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Breaking the cycle of high overtime, low wellbeing and poor productivity

Leading HR thinker Cary Cooper recently highlighted how the UK’s long hours culture does nothing to help address persistent low levels of productivity. 

Whilst his analysis was principally focused on office-based employees, the issue is even more acute when you consider the impact overworking and overtime has on the UK’s 3.6 million shift workers.

It was great to see Cary Cooper’s recent article in HR magazine highlight how working more hours negatively impacts employee wellbeing and productivity.

Cary is professor of organisational psychology and health at Manchester Business School and one of the most influential voices in HR…so when he speaks employers should be listening.

However, it’s important that we see long hours culture as a problem that’s bigger than just burnt-out CEOs and jaded middle managers.

Working Time Solutions has been championing the issue from the perspective of employers and front-line shift workers who together can become trapped in the “vicious cycle” of overworking which:

  • Leads to fatigue-related accidents and quality issues
  • Negatively impacts mental and physical health
  • Upsets work-life balance
  • Encourages negative attitudes and behaviours
  • Creates unnecessary and costly overtime
  • Leads to recruitment & retention issues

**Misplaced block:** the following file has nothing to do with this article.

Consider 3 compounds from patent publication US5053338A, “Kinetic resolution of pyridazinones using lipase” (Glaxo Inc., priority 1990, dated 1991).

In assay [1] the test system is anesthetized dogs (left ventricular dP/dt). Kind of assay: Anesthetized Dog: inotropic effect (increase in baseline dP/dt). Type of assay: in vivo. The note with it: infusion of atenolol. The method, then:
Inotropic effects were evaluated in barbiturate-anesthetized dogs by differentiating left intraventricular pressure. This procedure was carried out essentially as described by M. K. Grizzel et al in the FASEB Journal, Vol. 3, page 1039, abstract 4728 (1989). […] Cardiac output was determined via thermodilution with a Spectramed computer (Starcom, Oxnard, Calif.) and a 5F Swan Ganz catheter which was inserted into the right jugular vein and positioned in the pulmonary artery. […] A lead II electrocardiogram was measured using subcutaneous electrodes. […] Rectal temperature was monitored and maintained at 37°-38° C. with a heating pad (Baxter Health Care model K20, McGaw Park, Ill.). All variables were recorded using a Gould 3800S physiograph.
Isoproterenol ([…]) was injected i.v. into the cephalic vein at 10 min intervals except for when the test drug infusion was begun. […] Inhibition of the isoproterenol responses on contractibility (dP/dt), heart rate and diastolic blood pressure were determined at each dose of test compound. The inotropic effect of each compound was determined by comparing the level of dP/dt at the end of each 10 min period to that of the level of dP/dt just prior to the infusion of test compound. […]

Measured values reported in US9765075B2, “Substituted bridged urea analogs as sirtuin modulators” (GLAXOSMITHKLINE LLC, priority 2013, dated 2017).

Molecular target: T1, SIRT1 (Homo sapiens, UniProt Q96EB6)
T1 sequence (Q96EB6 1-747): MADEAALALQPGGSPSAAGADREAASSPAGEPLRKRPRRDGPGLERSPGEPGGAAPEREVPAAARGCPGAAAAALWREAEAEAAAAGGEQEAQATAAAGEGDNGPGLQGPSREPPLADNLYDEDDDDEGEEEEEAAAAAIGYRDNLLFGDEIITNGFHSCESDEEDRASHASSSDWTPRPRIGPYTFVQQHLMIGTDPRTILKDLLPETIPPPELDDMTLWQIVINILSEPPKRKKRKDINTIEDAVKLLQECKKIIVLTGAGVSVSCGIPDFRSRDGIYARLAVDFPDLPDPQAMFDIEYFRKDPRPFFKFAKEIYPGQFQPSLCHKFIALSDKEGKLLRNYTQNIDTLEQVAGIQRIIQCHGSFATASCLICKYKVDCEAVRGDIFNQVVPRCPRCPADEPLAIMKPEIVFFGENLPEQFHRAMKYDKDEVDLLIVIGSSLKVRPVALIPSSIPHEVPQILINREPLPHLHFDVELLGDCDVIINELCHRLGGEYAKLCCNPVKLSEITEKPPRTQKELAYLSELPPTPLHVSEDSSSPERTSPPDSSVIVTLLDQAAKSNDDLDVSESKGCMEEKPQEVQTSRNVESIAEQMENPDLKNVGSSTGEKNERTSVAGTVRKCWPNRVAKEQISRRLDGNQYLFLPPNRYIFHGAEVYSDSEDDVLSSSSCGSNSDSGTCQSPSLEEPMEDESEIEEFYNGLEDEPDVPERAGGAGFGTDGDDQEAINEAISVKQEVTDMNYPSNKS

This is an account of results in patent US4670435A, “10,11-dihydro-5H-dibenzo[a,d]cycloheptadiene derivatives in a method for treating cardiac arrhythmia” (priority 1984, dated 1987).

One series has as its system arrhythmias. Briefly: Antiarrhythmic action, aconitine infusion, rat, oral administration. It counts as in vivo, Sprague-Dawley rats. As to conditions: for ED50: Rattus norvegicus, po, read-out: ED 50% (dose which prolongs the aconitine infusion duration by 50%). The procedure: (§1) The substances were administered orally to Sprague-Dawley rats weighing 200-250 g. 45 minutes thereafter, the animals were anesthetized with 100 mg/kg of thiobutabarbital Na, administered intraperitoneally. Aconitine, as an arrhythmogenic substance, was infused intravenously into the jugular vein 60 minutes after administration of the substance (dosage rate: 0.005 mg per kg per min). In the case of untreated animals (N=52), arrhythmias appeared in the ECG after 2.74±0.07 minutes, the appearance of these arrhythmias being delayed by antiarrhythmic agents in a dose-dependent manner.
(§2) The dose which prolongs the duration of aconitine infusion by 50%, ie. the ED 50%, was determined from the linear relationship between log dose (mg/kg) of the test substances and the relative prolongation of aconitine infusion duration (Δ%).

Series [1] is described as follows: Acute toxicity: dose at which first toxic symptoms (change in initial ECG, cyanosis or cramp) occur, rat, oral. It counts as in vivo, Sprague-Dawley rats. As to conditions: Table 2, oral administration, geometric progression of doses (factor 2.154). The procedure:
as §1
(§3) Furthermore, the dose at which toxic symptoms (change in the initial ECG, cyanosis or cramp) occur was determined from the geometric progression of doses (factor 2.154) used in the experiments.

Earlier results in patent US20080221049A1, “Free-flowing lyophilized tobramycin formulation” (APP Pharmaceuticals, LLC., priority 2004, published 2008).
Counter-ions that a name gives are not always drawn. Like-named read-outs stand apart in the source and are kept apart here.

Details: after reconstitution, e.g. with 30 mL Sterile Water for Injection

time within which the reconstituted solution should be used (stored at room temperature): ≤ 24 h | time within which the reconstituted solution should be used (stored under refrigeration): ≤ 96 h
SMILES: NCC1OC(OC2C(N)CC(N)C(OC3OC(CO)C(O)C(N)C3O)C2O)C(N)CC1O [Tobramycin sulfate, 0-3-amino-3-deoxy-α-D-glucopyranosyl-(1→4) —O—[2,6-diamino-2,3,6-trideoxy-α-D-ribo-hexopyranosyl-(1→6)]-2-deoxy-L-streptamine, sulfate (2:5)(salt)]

The UK is one of the few countries in the world where long working hours are culturally acceptable…and yet we lag behind many of our peers in terms of productivity.

As Cary points out, it doesn’t have to be this way and more needs to be done to recognise this as a major issue that is harming UK Plc’s growth and creating additional wellbeing-related burdens on society.

Our move towards a 24/7 culture will only see the number of shift workers increase, so it’s imperative that we create working patterns that can meet this rising demand without placing unsustainable pressure on organisations and their workforces.

We should never forget that employees’ lives are built around their shift patterns.

By adopting new approaches to workforce planning and management, reliance on overtime and consequently long hours can be dramatically reduced leading to a better work-life balance and improved productivity levels.

Commenting on the issue, Kevin White, Managing Director at Working Time Solutions, said: “As always Cary has his finger on the pulse of what is happening and no exception here in terms of productivity.

“The long hours, stress and fatigue created by high overtime shift working situations has long been proven to be dangerous and has been a contributing factor in many major accidents over the years.

“The effect on productivity of long hours working in this type of environment is also pronounced and organisations should no longer consider such ways of working as safe, healthy or productive. Such labour models surely cannot be deemed acceptable in terms of CSR.

“More academic research is required in this field to support a change in the British dependency on overtime, create more jobs and provide a healthier, safer and more efficient workplace”.



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